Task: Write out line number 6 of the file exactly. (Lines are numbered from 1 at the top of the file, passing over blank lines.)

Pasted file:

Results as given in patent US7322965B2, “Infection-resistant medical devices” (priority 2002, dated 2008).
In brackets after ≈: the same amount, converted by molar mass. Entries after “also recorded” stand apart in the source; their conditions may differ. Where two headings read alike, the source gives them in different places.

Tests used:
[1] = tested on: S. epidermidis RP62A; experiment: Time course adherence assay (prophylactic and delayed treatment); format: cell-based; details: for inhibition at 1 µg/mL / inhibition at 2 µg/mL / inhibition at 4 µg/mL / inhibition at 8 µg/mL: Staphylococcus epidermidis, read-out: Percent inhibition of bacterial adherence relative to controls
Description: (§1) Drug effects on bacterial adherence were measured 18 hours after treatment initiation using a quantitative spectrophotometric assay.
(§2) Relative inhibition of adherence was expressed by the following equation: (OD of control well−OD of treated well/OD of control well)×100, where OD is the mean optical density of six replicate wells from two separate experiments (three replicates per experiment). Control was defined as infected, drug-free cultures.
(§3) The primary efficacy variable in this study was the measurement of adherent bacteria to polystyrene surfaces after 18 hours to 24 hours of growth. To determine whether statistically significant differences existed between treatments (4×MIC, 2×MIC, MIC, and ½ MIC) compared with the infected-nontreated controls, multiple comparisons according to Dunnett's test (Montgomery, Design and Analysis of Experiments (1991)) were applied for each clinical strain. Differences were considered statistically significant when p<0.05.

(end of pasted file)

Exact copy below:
(§2) Relative inhibition of adherence was expressed by the following equation: (OD of control well−OD of treated well/OD of control well)×100, where OD is the mean optical density of six replicate wells from two separate experiments (three replicates per experiment). Control was defined as infected, drug-free cultures.